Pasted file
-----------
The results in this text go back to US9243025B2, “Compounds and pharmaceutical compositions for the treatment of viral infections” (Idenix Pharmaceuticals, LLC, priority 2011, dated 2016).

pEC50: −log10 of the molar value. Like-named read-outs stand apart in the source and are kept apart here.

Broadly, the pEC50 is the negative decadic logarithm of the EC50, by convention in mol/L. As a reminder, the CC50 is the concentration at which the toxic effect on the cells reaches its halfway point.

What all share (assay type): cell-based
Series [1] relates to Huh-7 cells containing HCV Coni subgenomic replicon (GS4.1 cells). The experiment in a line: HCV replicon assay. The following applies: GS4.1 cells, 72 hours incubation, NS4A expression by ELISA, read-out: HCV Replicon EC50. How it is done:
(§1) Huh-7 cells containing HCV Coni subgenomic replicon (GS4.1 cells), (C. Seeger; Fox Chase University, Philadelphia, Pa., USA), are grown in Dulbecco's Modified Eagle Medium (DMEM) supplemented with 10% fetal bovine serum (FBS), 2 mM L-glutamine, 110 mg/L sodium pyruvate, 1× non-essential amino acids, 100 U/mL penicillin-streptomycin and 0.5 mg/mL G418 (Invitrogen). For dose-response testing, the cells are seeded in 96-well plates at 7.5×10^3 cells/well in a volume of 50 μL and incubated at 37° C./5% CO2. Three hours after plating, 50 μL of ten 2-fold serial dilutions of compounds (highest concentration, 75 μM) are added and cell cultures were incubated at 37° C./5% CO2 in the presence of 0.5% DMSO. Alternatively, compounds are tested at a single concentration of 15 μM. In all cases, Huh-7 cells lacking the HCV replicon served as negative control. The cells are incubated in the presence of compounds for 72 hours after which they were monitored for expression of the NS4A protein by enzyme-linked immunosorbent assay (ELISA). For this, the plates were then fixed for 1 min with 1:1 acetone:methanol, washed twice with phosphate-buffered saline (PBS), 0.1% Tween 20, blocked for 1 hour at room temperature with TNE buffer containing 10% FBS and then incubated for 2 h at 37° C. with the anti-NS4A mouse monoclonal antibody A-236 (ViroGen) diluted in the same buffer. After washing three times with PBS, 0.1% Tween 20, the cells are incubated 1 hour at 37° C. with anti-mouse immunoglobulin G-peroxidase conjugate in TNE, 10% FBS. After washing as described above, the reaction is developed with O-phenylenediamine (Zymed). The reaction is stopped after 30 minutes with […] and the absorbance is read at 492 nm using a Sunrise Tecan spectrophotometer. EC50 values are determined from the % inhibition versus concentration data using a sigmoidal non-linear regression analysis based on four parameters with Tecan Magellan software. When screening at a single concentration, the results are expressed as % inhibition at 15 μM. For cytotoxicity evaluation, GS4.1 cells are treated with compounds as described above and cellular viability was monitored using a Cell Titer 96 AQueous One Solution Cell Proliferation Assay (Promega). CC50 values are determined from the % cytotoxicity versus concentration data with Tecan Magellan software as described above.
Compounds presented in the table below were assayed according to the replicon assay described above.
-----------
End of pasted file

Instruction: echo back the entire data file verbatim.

The results in this text go back to US9243025B2, “Compounds and pharmaceutical compositions for the treatment of viral infections” (Idenix Pharmaceuticals, LLC, priority 2011, dated 2016).

pEC50: −log10 of the molar value. Like-named read-outs stand apart in the source and are kept apart here.

Broadly, the pEC50 is the negative decadic logarithm of the EC50, by convention in mol/L. As a reminder, the CC50 is the concentration at which the toxic effect on the cells reaches its halfway point.

What all share (assay type): cell-based
Series [1] relates to Huh-7 cells containing HCV Coni subgenomic replicon (GS4.1 cells). The experiment in a line: HCV replicon assay. The following applies: GS4.1 cells, 72 hours incubation, NS4A expression by ELISA, read-out: HCV Replicon EC50. How it is done:
(§1) Huh-7 cells containing HCV Coni subgenomic replicon (GS4.1 cells), (C. Seeger; Fox Chase University, Philadelphia, Pa., USA), are grown in Dulbecco's Modified Eagle Medium (DMEM) supplemented with 10% fetal bovine serum (FBS), 2 mM L-glutamine, 110 mg/L sodium pyruvate, 1× non-essential amino acids, 100 U/mL penicillin-streptomycin and 0.5 mg/mL G418 (Invitrogen). For dose-response testing, the cells are seeded in 96-well plates at 7.5×10^3 cells/well in a volume of 50 μL and incubated at 37° C./5% CO2. Three hours after plating, 50 μL of ten 2-fold serial dilutions of compounds (highest concentration, 75 μM) are added and cell cultures were incubated at 37° C./5% CO2 in the presence of 0.5% DMSO. Alternatively, compounds are tested at a single concentration of 15 μM. In all cases, Huh-7 cells lacking the HCV replicon served as negative control. The cells are incubated in the presence of compounds for 72 hours after which they were monitored for expression of the NS4A protein by enzyme-linked immunosorbent assay (ELISA). For this, the plates were then fixed for 1 min with 1:1 acetone:methanol, washed twice with phosphate-buffered saline (PBS), 0.1% Tween 20, blocked for 1 hour at room temperature with TNE buffer containing 10% FBS and then incubated for 2 h at 37° C. with the anti-NS4A mouse monoclonal antibody A-236 (ViroGen) diluted in the same buffer. After washing three times with PBS, 0.1% Tween 20, the cells are incubated 1 hour at 37° C. with anti-mouse immunoglobulin G-peroxidase conjugate in TNE, 10% FBS. After washing as described above, the reaction is developed with O-phenylenediamine (Zymed). The reaction is stopped after 30 minutes with […] and the absorbance is read at 492 nm using a Sunrise Tecan spectrophotometer. EC50 values are determined from the % inhibition versus concentration data using a sigmoidal non-linear regression analysis based on four parameters with Tecan Magellan software. When screening at a single concentration, the results are expressed as % inhibition at 15 μM. For cytotoxicity evaluation, GS4.1 cells are treated with compounds as described above and cellular viability was monitored using a Cell Titer 96 AQueous One Solution Cell Proliferation Assay (Promega). CC50 values are determined from the % cytotoxicity versus concentration data with Tecan Magellan software as described above.
Compounds presented in the table below were assayed according to the replicon assay described above.